Understand What Pronouns Are
Pronouns replace nouns or other pronouns in a sentence so that you do not have to repeat them.
Sheryl got into Sheryl’s her car.
I like Mario. Mario He is a good dancer.

In most cases, a pronoun refers to a specific noun or pronoun mentioned nearby.
I picked up my new glasses. They are cool.
Here is a table to help you practice identifying pronouns:
common pronouns table
PRACTICE 1 Identifying Pronouns
In each of the following sentences, underline the pronoun, underline the noun it refers to, and draw an arrow from the pronoun to the noun.
EXAMPLE: People can have a hard time seeing stars at night if they live in or near a big city.
1. Each night the stars fill the skies, but in many large cities they are impossible to see.
2. The huge amount of light coming from homes, businesses, and streets creates a type of pollution, and it makes seeing the stars diffi cult.
3. The average night sky has approximately 2,500 stars in it, and they can be seen with the human eye.
4. In many neighborhoods, however, only two hundred or three hundred stars can be spotted, while in a big city only about a dozen of them can be seen.
5. The International Dark Sky Association focuses on reducing light pollution as its main goal and has several recommendations.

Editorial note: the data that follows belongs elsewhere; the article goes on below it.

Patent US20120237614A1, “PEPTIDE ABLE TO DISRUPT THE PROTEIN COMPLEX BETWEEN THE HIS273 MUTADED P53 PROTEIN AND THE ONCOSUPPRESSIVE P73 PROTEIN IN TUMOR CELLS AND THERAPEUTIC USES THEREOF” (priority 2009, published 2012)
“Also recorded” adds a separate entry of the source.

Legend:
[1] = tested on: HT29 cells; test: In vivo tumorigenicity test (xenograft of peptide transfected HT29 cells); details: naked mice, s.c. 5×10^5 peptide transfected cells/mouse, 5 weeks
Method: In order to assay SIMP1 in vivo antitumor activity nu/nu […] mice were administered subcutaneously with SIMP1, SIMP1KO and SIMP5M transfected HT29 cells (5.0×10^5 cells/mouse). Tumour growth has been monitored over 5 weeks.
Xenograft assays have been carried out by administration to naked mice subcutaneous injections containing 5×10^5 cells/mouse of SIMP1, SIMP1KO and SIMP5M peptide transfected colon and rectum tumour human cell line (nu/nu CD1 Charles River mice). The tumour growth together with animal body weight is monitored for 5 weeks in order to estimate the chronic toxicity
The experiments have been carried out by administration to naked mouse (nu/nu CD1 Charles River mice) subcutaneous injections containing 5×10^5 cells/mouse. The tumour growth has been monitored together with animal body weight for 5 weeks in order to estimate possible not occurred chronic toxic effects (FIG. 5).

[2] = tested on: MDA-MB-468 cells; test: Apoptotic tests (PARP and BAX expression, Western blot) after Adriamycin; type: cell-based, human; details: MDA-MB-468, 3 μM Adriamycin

6. Pointing lights down toward the ground instead of allowing them to shine up toward the sky is one suggestion.
7. To help battle light pollution, some cities and towns have passed laws limiting what lights they will allow.
8. Experts have been studying light pollution, and they have reported that it can affect many things, including wildlife and even human health.
9. Migrating birds sometimes fl y over brightly lit cities and, confused by the unnatural light, fl y in circles until they become exhausted.
10. Too much light has also been shown to be harmful to humans, and studies are being done to determine just how this overexposure affects them.

Check for Pronoun Agreement
A pronoun must agree with (match) the noun or pronoun it refers to in umber. It must be either singular (one) or plural (more than one). If a pronoun is singular, it must also match the noun or pronoun it refers to in gender (he, she, or it).
CONSISTENT Magda sold her old television set.
[Her agrees with Magda because both are singular and feminine.]
CONSISTENT The Wilsons sold their old television set.
[Their agrees with the Wilsons because both are plural.]

Watch out for singular, general nouns. If a noun is singular, the pronoun that refers to it must be singular as well.
INCONSISTENT Any student can tell you what their least favourite course is.
[Student is singular, but the pronoun their is plural.]
CONSISTENT Any student can tell you what his or her least favourite course is.
[Student is singular, and so are the pronouns his and her.]

To avoid using the awkward phrase his or her, make the subject plural when you can.
CONSISTENT Most students can tell you what their least favourite course is.

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